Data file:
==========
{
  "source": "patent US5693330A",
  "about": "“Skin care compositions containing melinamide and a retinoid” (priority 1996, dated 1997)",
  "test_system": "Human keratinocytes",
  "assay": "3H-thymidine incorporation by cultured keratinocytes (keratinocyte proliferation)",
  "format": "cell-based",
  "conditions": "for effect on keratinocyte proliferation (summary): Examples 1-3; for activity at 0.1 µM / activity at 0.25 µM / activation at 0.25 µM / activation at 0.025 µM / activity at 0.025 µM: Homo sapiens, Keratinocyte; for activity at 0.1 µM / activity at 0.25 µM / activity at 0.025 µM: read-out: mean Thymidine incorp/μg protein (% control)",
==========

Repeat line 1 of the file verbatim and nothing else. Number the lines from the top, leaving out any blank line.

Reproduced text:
{